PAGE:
Visiting Research Fellow at TraffLab
Klaas Hendrik Eller
Eller holds law degrees from the University of Cologne and Université de Paris 1 (Panthéon-Sorbonne), passed the bar exam at the High Court of Berlin and is presently a PhD Fellow at Humboldt-University’s European Law School in Berlin as well as a Research Assistant at the Chair for Private Law and Legal Theory in Cologne. He has held previous visiting positions at the École des Hautes Études en Sciences Sociales (Paris) and the Edmond J. Safra Center for Ethics, Tel Aviv University. Since 2014 Eller is part of the Institute for Global Law and Policy at Harvard Law School’s multidisciplinary Law and Global Production Working Group. His practical experience includes clerkship positions at the Supreme Court of the State of Israel and the International Criminal Tribunal for former Yugoslavia (ICTY) as well as positions with an international arbitration boutique and the German Ministry of Economic Affairs.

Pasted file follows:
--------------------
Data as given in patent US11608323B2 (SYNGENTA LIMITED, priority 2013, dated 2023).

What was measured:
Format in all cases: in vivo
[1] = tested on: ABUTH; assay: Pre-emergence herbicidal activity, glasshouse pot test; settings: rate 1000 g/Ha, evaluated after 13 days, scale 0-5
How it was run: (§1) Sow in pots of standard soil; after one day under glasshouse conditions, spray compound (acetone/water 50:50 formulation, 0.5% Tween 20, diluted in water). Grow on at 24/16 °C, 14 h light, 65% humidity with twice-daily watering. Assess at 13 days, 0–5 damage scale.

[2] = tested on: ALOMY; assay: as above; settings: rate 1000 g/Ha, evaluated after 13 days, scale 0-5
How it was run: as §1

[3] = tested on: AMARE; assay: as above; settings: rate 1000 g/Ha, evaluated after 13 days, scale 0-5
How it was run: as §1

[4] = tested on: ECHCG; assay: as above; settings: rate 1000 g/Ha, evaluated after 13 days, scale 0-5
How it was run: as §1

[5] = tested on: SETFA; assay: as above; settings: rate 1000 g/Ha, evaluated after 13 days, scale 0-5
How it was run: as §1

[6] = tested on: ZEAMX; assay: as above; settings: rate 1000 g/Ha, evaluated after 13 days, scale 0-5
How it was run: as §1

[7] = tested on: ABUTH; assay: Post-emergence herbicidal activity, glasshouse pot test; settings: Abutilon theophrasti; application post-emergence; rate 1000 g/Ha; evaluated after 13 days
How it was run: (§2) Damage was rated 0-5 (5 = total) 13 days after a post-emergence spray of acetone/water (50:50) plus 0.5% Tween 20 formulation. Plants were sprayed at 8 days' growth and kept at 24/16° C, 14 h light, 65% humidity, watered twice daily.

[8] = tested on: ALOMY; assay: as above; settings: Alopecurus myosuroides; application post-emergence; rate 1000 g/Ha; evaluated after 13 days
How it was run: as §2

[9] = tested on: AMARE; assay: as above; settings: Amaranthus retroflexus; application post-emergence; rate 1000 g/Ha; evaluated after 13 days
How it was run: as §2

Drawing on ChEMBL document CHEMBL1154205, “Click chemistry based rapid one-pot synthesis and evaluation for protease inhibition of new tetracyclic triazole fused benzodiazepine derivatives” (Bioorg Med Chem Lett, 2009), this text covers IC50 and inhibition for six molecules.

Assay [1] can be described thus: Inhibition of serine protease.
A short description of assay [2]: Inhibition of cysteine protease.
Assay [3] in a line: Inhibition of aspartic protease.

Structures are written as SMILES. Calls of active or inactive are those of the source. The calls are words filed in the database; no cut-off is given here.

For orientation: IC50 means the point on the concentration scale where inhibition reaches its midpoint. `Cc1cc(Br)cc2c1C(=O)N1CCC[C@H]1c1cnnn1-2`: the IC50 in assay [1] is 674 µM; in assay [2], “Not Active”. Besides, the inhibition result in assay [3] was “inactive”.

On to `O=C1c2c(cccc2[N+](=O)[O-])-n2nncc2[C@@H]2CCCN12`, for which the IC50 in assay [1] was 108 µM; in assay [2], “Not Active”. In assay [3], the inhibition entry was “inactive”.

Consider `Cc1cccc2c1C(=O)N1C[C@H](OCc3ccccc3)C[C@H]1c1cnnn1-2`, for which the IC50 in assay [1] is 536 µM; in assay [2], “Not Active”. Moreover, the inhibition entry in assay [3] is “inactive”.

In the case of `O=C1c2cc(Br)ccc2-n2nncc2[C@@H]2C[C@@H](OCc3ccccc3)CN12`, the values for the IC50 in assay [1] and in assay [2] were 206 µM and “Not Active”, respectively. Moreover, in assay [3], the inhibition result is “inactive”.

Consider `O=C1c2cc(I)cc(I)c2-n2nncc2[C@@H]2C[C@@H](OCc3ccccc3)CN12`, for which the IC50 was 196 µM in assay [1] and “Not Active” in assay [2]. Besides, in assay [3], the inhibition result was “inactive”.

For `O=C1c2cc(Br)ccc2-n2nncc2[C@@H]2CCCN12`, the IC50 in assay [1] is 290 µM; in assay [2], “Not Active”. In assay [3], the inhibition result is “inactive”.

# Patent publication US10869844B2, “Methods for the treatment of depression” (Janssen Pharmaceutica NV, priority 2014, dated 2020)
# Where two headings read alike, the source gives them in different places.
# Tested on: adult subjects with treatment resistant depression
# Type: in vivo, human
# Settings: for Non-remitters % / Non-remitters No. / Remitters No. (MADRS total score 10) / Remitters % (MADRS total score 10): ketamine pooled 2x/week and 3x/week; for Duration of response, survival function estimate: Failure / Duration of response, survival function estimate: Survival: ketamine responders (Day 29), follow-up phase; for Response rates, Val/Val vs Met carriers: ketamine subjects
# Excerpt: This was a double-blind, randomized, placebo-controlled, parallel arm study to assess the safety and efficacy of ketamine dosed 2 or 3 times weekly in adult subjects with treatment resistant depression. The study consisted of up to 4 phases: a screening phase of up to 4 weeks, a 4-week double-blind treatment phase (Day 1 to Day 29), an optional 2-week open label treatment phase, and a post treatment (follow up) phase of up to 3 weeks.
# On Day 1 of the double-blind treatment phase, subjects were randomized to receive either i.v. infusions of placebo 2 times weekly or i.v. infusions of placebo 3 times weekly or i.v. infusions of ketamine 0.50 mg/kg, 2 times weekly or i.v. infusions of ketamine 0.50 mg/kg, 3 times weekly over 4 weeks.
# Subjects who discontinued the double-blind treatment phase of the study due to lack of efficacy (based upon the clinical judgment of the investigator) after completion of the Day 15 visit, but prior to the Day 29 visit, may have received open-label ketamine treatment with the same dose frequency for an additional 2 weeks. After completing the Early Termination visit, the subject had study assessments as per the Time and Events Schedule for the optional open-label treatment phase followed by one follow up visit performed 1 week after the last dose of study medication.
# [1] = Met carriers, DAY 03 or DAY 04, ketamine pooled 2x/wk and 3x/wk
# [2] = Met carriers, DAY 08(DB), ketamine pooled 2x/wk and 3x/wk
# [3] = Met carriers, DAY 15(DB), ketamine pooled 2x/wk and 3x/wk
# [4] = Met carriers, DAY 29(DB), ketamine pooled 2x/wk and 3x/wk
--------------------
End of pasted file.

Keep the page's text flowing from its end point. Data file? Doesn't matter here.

Eller's research interests are centered around the role of (private) law in social and technological change, particularly through an angle of contract and competition law, as well as business and human rights, socio-legal theory and the history of legal thought. His PhD deals with the legal form and blind spots of global value chain capitalism.
Research at TraffLab: Eller will research the politics of transparency regulation in global value chains, especially with regard to forced labor. To this end, transparency requirements along value chains are understood as a specific form of knowledge production which not only discloses, but is itself transformative with regard to the legal design of a chain.
Klaas Hendrik Eller, Private Governance of Global Value Chains From Within. Lessons From and For Transnational Law, 8 Transnational Legal Theory (2017), 296-329 [Full Text]
The Role of Law in Global Value Chains: A Research Manifesto, 4 London Review of International Law 4 (2016), 57-79 (with the IGLP Working Group on Law and Global Production) [Full Text]
Towards a Reflexive Juridification of Private Governance Instruments. The Case of Labour Standards, 89 Bulletin for Comparative Labor Relations 89 (2014), 171 – 187